‘Sometimes you feel so invisible as a person’: The 100,000 hidden carers of Norfolk

Dave Powles, editor of the Eastern Daily Press and Evening News, chats to former carer Jay Page at t

Dave Powles, editor of the Eastern Daily Press and Evening News, chats to former carer Jay Page at the Carers Support Day. Picture: DENISE BRADLEY - Credit: Copyright: Archant 2019

As part of an event to highlight the efforts of thousands of unpaid carers in Norfolk, editor David Powles met Jay Page, who spent many years looking after her mother and then husband.

Advice, help and information being given at the Carers Support Day. Picture: DENISE BRADLEY

Advice, help and information being given at the Carers Support Day. Picture: DENISE BRADLEY - Credit: Copyright: Archant 2019

"It is a very hard thing to do. Sometimes you just feel so invisible as a person yourself."

Imagine seeing your mother fall ill with dementia, followed shortly after by your husband of several decades developing Parkinson's disease.

The emotional trauma alone would be considerable.

Then throw in having to work your way through a complicated system to gain the support you need, the financial strain of eventually having to pay for care and possibly having to hold down a job yourself.

Andrew Proctor, leader of the Norfolk County Council, speaks at the Carers Support Day. Picture: DEN

Andrew Proctor, leader of the Norfolk County Council, speaks at the Carers Support Day. Picture: DENISE BRADLEY - Credit: Copyright: Archant 2019


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These are exactly the type of challenges that faced Jay Page, from Great Plumstead, who became carer for her husband Colin and for a short period had to look after and arrange care for her elderly mother, who had vascular dementia.

The former nurse said: "After more than 40 years of marriage to see your husband and best friend like that was hard enough, but arranging the support you need can be such a battle.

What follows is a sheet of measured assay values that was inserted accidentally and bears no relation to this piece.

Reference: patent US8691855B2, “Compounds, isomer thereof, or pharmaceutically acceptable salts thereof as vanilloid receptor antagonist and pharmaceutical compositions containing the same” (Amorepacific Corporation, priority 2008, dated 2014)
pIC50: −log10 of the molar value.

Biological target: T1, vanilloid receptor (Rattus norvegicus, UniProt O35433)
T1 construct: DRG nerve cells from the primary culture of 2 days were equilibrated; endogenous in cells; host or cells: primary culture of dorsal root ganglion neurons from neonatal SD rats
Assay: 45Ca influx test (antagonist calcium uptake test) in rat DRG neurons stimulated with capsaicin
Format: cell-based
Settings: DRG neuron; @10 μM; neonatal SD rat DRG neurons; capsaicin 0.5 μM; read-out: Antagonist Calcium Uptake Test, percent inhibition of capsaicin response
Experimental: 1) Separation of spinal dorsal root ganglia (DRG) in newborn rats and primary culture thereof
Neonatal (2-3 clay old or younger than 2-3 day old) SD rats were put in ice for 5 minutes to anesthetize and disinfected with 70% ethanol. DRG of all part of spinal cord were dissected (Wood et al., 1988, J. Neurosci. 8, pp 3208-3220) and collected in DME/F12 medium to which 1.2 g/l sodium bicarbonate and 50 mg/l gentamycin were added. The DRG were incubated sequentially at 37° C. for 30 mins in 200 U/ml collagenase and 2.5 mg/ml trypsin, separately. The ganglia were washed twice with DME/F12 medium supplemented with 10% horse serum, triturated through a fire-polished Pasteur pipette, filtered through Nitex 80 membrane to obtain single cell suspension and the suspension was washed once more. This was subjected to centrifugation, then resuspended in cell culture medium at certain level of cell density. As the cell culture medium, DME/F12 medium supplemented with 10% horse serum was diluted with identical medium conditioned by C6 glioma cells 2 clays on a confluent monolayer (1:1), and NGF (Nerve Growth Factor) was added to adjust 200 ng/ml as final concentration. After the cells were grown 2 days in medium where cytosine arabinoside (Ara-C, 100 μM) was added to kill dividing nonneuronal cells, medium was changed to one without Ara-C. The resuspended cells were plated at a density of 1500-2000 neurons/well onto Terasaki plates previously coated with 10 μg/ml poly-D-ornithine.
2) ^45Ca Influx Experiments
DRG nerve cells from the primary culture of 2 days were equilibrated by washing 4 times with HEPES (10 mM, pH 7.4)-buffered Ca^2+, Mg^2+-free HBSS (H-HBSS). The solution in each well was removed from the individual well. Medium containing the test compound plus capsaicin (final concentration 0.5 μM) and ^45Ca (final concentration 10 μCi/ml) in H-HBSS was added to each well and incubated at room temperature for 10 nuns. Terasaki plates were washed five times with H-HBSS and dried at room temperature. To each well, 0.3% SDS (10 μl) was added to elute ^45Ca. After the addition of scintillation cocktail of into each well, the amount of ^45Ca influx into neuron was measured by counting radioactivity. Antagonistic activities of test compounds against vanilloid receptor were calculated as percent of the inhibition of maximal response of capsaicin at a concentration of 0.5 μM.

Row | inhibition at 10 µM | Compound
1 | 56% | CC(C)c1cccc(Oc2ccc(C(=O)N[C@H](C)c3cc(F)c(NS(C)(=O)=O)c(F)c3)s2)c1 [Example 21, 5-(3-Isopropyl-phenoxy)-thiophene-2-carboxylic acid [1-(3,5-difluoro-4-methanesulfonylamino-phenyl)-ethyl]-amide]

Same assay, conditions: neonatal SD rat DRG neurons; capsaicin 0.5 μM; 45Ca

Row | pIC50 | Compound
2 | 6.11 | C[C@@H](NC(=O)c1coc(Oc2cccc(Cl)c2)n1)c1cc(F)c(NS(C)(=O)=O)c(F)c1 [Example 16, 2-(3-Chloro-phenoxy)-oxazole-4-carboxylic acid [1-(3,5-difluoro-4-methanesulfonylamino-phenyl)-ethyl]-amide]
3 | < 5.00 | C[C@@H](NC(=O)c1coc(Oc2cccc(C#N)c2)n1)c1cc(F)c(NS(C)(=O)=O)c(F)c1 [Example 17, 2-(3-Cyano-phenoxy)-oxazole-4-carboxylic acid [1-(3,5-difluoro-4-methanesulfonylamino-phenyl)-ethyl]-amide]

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"You don't think twice about doing it but it is hard and it is day and night. I didn't have a life but I was just so lucky to have great friends and family and the Women's Institute to give me so much help."

Mrs Page was speaking out as part of an event aimed at sharing awareness of the challenges hidden carers like herself face. It is hoped that if more people understand the pressures, businesses and individuals can be prompted to do even more to support carers through the hardships they face.

On being asked what improvements she'd like to see with regards the support available, Mrs Page added: "The main frustration I had was the lack of continuity of care. There were so many different people and places we had to go to and you have to keep repeating the same information time and time again.

"And while I know now there are many organisations out there who can give you support - sometimes it can be very hard working out how to access them. At times you really feel like you are trying to do it all on your own."

Visit norfolk.gov.uk/care-support-and-health to find out more on the assistance that is out there.

The conversation with a carer formed part of a special event to celebrate and support the thousands of unpaid carers across Norfolk.

There are an estimated 100,000 carers in Norfolk, 6,000 of them believed to be children and young people.

The event, held at The Forum, aimed to highlight the challenges unpaid carers face and recognise the contribution they make to families and communities across Norfolk.

A carer is someone who provides unpaid support and care on a regular basis to a relative or friend who, due to frailty, illness or disability, would not be able to live independently without them.

Carers Matter Norfolk offers a range of services, including a seven day a week advice line offering information, advice, guidance and listening support, one-to-one support in the community, as well as advocacy and support planning which help carers to be better connected to their community and reduce social isolation.

A Think Carers campaign encouraged people to identify themselves as a carer as well as highlighted the issues of hidden carers to businesses across Norfolk, who are urged to do more to offer support.

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